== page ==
NSM ‘cuts through the noise’ to set rehab apart

Monday, February 28, 2005

Mike Ballard

National Seating and Mobility started 2005 by taking steps to distance itself from the crooks and unethical providers that have given the HME industry a bad name. In January, the national provider of custom rehab products launched the quarterly newsletter Access, which was sent to 9,000 medical practitioners and clinicians nationwide. The company also redesigned its Web site, creating a more interactive format for consumers and caregivers, as well as practitioners. The site now allows doctors, among other things, to track their patients’ orders and read case studies of other NSM clients. Mike Ballard, president and CEO of NSM, says he hopes the new additions will “cut through the noise” and help differentiate NSM from the "wheeler dealers" who have dominated the business - and headlines - in recent years. Ballard spoke with HME News in February about this challenge and others facing rehab providers in 2005.

HME: Is the newsletter and Web site redesign an effort to further separate NSM and rehab providers from HME providers? Is this still an important goal for NSM and why?

Mike Ballard: We have never been a company that engages in the traditional sales and marketing activities. We are 100% referral based and our services are almost always requested by a therapist or physician to assist in developing a mobility solution for a patient in their care. However, because of some trends in the marketplace, it is now more important for us to differentiate ourselves and our medical model from the consumer direct marketing model. That’s what we are trying to do.

This always has been a goal for NSM. I think the industry made a lot of progress over the last 15 years through the efforts of NRRTS and RESNA, but we took two or three steps forward but then knocked 10 steps backward because of the K0011 Wheeler Dealer scandal. It created a ‘guilt by association’ for anyone remotely associated with wheelchairs, so we have to beat the drum a little louder and say, ‘Hey, it’s not us.’ It’s had an adverse effect on our credibility, so NSM and the other stakeholders are going to do whatever we can to separate the perceptions.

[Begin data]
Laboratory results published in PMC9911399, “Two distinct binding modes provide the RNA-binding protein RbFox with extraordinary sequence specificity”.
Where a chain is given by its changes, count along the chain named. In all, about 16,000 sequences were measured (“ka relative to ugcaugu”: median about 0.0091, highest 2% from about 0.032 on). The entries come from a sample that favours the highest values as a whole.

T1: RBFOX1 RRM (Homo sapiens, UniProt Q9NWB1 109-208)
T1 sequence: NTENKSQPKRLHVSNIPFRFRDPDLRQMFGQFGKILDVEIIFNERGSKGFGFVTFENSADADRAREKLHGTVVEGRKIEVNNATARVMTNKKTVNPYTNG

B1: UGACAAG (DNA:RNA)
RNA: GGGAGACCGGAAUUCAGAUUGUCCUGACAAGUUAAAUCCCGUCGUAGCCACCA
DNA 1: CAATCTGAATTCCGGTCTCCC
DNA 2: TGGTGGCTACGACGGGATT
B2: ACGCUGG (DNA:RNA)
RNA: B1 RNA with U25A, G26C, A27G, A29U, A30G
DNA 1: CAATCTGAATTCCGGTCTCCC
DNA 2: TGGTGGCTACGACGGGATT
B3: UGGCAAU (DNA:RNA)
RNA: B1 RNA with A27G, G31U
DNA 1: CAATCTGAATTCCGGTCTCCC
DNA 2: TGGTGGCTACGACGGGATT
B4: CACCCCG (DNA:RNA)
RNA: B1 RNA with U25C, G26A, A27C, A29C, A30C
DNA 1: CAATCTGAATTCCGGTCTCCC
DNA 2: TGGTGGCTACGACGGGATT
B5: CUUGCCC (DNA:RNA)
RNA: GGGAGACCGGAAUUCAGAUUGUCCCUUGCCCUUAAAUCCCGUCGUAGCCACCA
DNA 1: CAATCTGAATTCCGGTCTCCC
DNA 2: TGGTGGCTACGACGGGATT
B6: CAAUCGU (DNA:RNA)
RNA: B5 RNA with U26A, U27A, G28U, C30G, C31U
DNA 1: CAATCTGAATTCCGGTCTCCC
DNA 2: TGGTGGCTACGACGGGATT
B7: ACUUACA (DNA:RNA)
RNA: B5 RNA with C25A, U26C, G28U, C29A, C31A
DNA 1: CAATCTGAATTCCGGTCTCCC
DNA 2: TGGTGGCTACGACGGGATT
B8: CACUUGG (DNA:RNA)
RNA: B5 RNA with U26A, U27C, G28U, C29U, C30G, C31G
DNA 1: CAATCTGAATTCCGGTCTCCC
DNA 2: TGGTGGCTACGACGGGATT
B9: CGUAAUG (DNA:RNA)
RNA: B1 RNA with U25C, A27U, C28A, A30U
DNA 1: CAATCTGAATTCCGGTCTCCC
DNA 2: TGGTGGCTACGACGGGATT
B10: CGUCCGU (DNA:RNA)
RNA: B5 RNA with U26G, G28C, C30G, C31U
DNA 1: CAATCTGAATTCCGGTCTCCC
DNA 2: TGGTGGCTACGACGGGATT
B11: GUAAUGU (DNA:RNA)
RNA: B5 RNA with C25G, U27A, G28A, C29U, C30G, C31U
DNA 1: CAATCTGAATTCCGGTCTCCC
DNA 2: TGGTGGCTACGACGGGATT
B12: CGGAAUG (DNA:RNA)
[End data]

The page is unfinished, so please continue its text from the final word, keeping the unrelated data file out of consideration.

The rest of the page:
HME: Do you feel NSM, NCART and the rehab providers in general have made progress in trying to rehabilitate their image with lawmakers, politicians and the general public?

Ballard: I don’t think it has been that effective at this point, although NCART has been effective in what they have been able to bite off. This whole coding thing with CMS has drained a lot of resources, so we haven’t been as effective in the states as I’d like to see us be, and that’s a function of resources. There have been miniscule resources directed towards state issues. On the other hand, there has been a Herculean effort to protect the very profitable consumer power market. The good thing is that in the last 12 months a lot of wheelchair manufacturers have realized how important it is to take the message to the state level. I expect it to get better over time.